The goal of this Limited Scope research effort is to develop new foam evaluation tools that will enable a more comprehensive understanding of per- and polyfluoroalkyl substances (PFAS)-free foam performance under extreme conditions. With the appreciation that fuel vapor composition is dynamic, existing laboratory-based techniques used to evaluate foam performance do not provide for the systematic understanding of foam failure as a function of vapor composition. As vapor composition is dynamic, and most effected by extreme conditions, it is critical to develop the proper tools to access foam performance. This work will demonstrate how the vapor composition of a fuel of interest varies as a function of temperature, determining the role that fuel composition has on the associated vapor. With that understanding, the project team will evaluate PFAS-free foam performance as a function of vapor composition, identifying the critical components of fuel vapor that compromise PFAS-free foam performance. By relating vapor composition to novel foam stability metrics, the goal is to realize a tool wherein standard fuel property surveillance will include the ability to determine the most suitable PFAS-free foam formulation for firefighting. This work will provide critical information in support of identifying the most suitable PFAS-free firefighting formulations for a given fuel and firefighting conditions.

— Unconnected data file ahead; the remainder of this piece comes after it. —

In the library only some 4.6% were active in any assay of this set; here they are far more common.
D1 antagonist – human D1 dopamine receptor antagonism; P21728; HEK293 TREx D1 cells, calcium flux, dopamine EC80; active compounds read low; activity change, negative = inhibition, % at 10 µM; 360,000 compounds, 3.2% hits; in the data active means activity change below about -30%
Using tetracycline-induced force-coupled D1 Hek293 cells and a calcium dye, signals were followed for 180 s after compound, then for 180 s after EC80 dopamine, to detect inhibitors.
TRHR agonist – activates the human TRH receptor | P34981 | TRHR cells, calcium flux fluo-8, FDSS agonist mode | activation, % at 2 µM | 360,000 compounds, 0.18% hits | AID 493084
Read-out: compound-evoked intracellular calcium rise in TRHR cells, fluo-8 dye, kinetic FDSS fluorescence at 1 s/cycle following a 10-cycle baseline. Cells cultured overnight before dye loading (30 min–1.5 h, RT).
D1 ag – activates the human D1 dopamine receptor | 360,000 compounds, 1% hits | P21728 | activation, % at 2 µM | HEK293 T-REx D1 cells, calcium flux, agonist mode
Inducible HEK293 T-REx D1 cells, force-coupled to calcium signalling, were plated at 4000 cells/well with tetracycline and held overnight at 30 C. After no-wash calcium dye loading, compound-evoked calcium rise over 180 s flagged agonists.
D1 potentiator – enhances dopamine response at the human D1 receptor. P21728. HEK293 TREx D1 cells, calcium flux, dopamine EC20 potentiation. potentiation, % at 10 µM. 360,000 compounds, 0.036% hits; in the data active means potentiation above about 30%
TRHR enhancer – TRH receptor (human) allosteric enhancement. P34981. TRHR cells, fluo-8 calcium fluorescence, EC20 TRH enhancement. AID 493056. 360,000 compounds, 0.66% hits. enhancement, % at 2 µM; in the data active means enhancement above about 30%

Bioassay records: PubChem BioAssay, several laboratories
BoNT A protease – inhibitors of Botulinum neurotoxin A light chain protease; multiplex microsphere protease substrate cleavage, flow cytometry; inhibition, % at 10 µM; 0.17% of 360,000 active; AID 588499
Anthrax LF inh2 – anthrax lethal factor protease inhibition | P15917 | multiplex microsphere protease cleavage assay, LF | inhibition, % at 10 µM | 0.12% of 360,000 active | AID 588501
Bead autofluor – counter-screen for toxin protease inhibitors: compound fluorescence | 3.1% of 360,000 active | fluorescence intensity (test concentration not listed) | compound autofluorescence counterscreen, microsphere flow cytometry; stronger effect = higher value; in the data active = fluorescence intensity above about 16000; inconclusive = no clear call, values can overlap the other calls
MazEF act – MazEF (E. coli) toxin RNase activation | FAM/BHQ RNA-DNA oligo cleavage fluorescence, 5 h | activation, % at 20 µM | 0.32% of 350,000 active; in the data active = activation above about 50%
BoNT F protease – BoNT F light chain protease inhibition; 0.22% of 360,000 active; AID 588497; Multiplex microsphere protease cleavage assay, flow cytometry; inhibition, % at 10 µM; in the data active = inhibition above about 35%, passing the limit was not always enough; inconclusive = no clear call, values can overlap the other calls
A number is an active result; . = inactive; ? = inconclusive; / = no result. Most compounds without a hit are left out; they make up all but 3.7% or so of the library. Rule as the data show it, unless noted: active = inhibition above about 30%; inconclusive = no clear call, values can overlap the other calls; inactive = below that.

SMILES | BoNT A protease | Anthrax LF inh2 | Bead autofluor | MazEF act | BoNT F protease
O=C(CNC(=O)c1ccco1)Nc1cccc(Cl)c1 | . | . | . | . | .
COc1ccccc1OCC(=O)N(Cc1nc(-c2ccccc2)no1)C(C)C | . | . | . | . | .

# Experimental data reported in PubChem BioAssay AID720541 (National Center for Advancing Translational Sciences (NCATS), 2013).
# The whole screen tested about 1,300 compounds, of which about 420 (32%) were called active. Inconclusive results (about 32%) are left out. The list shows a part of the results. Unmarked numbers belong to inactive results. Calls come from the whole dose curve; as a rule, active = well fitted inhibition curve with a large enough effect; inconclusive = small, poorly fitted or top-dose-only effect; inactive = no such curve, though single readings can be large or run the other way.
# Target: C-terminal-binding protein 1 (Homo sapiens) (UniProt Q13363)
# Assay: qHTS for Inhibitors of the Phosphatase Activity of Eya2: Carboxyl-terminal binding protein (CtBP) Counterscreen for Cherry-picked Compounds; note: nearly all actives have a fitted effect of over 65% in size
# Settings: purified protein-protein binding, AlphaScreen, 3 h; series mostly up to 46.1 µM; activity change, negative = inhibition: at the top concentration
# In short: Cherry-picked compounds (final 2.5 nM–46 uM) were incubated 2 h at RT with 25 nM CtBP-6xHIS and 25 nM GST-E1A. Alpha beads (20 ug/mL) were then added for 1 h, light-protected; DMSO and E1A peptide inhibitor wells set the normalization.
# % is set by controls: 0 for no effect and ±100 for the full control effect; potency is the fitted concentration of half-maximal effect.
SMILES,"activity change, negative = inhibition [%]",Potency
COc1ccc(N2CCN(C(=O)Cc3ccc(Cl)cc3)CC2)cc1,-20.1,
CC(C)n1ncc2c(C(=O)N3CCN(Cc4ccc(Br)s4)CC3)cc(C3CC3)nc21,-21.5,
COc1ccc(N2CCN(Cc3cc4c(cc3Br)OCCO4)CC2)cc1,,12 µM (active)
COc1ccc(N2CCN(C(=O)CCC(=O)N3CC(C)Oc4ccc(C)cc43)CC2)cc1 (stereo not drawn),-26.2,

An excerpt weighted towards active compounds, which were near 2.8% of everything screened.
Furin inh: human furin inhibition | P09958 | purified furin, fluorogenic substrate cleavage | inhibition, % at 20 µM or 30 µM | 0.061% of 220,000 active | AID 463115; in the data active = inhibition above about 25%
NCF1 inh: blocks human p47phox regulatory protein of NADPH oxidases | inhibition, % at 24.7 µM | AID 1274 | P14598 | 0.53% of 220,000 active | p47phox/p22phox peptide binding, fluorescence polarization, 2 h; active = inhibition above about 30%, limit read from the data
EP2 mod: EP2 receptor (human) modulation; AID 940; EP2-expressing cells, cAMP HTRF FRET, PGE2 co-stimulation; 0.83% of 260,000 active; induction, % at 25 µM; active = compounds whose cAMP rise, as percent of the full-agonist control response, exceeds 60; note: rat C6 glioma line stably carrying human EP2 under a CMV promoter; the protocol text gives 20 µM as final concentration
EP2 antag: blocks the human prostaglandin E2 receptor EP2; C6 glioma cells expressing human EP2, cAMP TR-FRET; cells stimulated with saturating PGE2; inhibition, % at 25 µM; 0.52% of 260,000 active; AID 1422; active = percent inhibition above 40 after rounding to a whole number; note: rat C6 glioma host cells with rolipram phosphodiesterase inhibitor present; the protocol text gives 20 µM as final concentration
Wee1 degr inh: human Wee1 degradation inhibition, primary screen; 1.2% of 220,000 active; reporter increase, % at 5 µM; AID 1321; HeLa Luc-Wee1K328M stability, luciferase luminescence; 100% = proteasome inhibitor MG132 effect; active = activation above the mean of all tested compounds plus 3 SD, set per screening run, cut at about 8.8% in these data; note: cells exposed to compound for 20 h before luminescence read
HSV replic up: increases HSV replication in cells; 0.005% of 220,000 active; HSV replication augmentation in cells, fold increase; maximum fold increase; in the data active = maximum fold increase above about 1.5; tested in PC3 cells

The project's efforts will focus on defining vapor composition as a function of temperature and evaluating foam performance as a function of vapor composition. This work has three primary tasks: the determination of the composition of fuel vapor headspace as a function of temperature, the development of a fuel vapor testbed for the quantitative generation of fuel-based vapor streams, and the use of those streams in the generation of PFAS-free foams for laboratory-based evaluation. Briefly, using a combination of Solid Phase Micro Extraction, direct vapor sampling, and gas chromatography-mass spectrometry, the project team will identify the primary components of fuel head space as a function of temperature. This will inform the development of a vapor generation testbed that provides quantitative vapor streams of single components and/or mixtures of fuel related vapor. These vapors will be used to generate foams that will, in turn, be evaluated using traditional laboratory techniques (e.g. Dynamic Foam Analysis). By generating the foams from the fuel vapor stream, the project team anticipates reducing the time necessary to determine the suitability of a foam for fighting specific fuel fires.
The co-development of a fuel vapor testbed and new approach to evaluating PFAS-free foams will reduce the time necessary to comprehensively understand the role of fuel vapor composition on foam performance. Those components most disruptive to the foam can be identified and screened across different firefighting foam products to determine which foams are less sensitive to specific components. Long term goals, beyond the scope of this project, include the ability to analyze fuel composition to establish the most suitable PFAS-free foam formulation as a function of fire conditions.